09 avril 2018

Internationalisation confronted with far-right gains

By Michael Gardner. Nineteen years into the Bologna Process, Germany can look back on a bumpy transition to Europe-wide recognised university degrees, but has also experienced increasing popularity as a country to study in. However, the AfD (Alternative für Deutschland), the country’s largest opposition party, wants to see a U-turn in internationalisation. More...

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The changing pattern of internationalisation in Africa

By Goolam Mohamedbhai. Recently, there has been an interesting debate in University World News on the future of internationalisation of higher education. Philip Altbach and Hans de Wit predict a halt, if not an end, to the process, especially in Europe and North America. More...

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A look on the bright side of HE internationalisation

By Jane Knight. Extensive research over the past five years provides solid evidence that international programme and provider mobility (IPPM) is increasing in scope and scale. More...

Posté par pcassuto à 08:48 - - Permalien [#]

04 avril 2018

The case for optimism on internationalisation of HE

By Alex Usher. Of late, there have been increasing notes of concern sounded about the fate of higher education internationalisation. In particular, there is a fear that a host of political changes around the world pose a threat to internationalisation, a suggestion which was made by Hans de Wit in a commentary and together with Philip Altbach in another commentary in the pages of University World News over the past few weeks. More...

Posté par pcassuto à 14:15 - - Permalien [#]

03 avril 2018

Is the era of internationalisation at risk – or not?

By Hans de Wit. On 23 February, Philip Altbach and I wrote a commentary in University World News on the challenges confronting higher education internationalisation, asking ourselves if the era of internationalisation of the past 25 years was coming to an end or at least was on life support. And on 9 March, we wrote a commentary in which we expressed our concerns about the closing of China and its potential impact on higher education. More...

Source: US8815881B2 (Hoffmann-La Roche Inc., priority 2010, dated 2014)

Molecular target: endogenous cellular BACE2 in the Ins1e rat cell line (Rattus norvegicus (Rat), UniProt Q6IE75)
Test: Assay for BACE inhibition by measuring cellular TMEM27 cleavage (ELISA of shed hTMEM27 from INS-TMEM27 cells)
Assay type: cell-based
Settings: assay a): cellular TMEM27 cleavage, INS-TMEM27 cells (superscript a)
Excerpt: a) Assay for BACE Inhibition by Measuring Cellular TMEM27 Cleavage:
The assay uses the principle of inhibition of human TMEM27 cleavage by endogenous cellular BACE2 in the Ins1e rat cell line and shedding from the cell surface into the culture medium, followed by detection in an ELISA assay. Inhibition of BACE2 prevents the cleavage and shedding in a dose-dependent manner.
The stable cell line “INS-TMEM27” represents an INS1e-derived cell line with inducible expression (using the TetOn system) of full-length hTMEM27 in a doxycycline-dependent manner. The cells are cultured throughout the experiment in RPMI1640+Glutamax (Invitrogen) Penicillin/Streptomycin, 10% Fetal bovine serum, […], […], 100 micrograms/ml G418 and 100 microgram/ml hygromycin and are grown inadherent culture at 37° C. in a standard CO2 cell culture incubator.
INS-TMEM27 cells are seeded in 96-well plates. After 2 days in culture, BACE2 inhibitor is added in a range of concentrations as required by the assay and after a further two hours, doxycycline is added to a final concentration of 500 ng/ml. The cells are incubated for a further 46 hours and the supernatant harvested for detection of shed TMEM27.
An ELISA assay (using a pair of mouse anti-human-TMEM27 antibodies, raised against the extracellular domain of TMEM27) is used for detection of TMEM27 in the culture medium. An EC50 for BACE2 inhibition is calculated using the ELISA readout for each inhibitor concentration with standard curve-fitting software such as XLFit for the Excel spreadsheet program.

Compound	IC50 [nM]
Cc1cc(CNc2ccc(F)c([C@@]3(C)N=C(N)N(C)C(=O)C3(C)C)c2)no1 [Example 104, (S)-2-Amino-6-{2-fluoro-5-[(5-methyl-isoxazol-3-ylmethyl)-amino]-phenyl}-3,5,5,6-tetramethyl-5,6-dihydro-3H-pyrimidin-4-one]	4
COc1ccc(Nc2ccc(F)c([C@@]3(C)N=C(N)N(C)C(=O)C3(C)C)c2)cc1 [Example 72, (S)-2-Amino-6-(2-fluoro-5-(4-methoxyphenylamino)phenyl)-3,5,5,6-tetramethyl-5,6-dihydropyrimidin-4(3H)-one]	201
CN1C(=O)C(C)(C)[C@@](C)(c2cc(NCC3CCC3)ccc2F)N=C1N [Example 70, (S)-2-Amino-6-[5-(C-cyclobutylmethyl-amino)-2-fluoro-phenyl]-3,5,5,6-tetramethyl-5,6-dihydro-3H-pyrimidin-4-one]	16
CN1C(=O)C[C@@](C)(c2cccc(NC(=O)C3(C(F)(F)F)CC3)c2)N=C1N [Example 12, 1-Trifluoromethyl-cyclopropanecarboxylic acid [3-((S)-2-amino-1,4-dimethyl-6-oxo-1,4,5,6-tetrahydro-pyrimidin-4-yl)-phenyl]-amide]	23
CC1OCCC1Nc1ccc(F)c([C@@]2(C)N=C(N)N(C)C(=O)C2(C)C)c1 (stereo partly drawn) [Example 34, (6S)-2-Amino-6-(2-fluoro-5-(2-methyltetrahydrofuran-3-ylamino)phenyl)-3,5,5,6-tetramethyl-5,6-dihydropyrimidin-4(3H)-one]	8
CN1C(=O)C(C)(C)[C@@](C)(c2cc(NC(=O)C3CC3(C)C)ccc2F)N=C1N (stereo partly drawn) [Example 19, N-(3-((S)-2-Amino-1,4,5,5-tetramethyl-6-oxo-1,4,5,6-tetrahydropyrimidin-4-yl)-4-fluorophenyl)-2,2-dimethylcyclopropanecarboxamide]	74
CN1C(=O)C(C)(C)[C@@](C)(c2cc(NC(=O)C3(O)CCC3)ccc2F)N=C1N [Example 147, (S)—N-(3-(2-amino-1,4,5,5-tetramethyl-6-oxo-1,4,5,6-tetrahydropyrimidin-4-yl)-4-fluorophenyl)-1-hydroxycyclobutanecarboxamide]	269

Posté par pcassuto à 17:55 - - Permalien [#]


19 mars 2018

Internationalisation not on life support says top ranker

By Nic Mitchell. Talk of ‘the era of higher education internationalisation’ being in its death throes or, at least, ‘on life support’ were dismissed at the opening of the 2018 International Higher Education Forum organised by Universities UK International. More...

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14 mars 2018

Symposium: Internationalisation of Universities and the National Language, 4 May 2018, Leuven, Belgium

On 4 May 2018, the Katholieke Universiteit Leuven (KU Leuven) will organise an international symposium on the topic "Internationalisation of Universities and the National Language". This symposium fits into the commemoration of the 50th anniversary of KU Leuven as a Flemish university. More...

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03 mars 2018